For two weeks in the summer, the center of the sporting world is the US Open. Millions of tennis fans follow along hoping to feel close to the matches, wherever they are in the world. They want scores, they want player and tournament information and they want highlights. Capturing all the action at the event—with matches on up to 17 courts simultaneously, and up to six matches per court per day—is a monumental video production effort. This year, one of the innovations IBM is bringing to the US Open to aid in that effort is Cognitive Highlights, a solution that ensures fans can see all the tournament’s best moments.
So far at this year’s tournament, the Cognitive Highlights system has clipped over 25,000 points from over 300 hours of coverage of men and women’s singles matches, often happening simultaneously. The system uses deep learning models and “self-supervised” active learning techniques to recognize which of these points are significant and understand what makes a good highlight. Using Watson APIs, it understands the importance of certain scores—like a point that clinches a set—and uses visual and audio cues to create ratings for each point. The output is a one-of-a-kind system for ranking exciting moments and auto-curating a highlights package.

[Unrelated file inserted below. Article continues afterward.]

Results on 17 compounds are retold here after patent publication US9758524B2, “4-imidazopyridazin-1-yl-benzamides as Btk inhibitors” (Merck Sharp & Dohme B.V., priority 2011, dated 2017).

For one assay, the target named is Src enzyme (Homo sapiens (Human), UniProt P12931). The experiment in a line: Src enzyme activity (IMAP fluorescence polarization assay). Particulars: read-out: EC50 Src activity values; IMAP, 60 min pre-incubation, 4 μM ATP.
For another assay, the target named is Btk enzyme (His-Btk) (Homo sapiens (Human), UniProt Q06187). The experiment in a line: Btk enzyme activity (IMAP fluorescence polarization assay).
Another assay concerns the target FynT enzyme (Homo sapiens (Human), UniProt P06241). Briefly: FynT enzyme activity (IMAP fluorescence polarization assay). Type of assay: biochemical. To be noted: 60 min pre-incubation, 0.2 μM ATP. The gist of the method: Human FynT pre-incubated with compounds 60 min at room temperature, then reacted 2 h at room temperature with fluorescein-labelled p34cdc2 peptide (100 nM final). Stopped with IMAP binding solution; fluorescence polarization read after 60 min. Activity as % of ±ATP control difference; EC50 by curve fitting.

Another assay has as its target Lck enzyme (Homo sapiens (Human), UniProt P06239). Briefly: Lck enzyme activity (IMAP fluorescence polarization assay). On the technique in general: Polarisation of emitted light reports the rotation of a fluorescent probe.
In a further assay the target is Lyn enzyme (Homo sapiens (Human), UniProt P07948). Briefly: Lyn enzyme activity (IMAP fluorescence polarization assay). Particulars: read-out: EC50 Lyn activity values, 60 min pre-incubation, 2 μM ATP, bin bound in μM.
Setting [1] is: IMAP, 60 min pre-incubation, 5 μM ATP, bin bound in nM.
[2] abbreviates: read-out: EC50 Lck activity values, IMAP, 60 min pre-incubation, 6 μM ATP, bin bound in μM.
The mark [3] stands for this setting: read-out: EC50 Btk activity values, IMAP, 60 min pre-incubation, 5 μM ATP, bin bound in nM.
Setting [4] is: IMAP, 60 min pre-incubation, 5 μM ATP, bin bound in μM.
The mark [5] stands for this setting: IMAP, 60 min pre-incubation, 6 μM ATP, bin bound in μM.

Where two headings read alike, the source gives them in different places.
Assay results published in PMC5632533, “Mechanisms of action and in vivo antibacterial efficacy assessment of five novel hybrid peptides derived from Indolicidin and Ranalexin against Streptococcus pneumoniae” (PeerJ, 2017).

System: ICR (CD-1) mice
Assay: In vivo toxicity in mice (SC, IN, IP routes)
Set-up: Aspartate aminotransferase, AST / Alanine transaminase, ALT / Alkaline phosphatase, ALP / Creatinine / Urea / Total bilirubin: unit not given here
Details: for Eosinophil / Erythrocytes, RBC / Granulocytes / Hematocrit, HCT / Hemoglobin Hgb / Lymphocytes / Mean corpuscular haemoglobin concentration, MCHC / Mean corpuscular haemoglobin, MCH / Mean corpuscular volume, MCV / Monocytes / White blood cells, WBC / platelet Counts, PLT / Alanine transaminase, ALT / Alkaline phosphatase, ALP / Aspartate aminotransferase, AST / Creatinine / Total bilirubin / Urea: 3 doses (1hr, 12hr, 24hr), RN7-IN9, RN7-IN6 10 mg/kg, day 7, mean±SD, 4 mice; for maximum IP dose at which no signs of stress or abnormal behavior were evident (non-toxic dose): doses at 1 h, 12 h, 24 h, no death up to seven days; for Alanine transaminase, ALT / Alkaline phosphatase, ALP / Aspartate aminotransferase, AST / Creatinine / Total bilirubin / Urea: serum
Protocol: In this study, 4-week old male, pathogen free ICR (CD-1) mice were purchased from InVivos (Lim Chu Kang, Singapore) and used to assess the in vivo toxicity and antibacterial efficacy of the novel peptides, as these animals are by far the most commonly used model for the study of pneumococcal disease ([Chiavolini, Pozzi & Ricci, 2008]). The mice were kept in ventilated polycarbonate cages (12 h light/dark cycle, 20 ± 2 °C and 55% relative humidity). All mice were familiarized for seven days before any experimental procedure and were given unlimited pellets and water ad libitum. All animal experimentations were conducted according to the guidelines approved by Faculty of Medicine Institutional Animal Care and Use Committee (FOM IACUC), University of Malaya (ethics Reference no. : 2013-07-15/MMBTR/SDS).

For visual cues, technicians trained Watson using Visual Recognition to identify when a player is performing actions that typically mark an exciting moment in the match—celebrating, waving to the crowd, fist pumps, etc. The system also uses facial recognition to read the emotional reactions of the players.
Visual Recognition also helps Watson divide each match into individual points, as it reads the camera placement and zoom which create the scene at the start of each point and knows that’s the place to begin the clip.
For sound classification, the team worked with MIT to develop a deep neural network called “SoundNet” for environmental sound analysis like crowd noise. Refining this system to adapt to the various environments (different crowd sizes and makeups) helps monitor crowd excitement over the course of a match.
Finally, the system has a sophisticated analytic model that analyzes the statistics that correlate with important moments in a match. Not all winners are equal in impact and the model helps keep focus on true turning points and defining moments.
The data from the visual, audio and statistical cues are combined and clips are scored on Overall Excitement. These clips are then used by the USTA’s editorial team, who have been spared the burden of watching hours of simultaneous video streams, and can focus on getting the right story told. Highlight packages are made quickly, tailored around specific players and sent out to the world of expectant fans through app notifications, social media, on player bios pages on the US Open digital platforms and elsewhere.
There’s a lot more we can do with Watson Media platform. Wherever there is video being recorded, context can be understood. These cognitive solutions can help monitor, categorize and derive meaning and insight quickly. There are potential applications of this solution for broadcasters, media, entertainment, security, education, industry, retail—and more. As the use of video continues to increase across all sectors, so will the applications of this technology, which inspires us to keep refining and making these solutions more powerful and more helpful to the people that depend on them.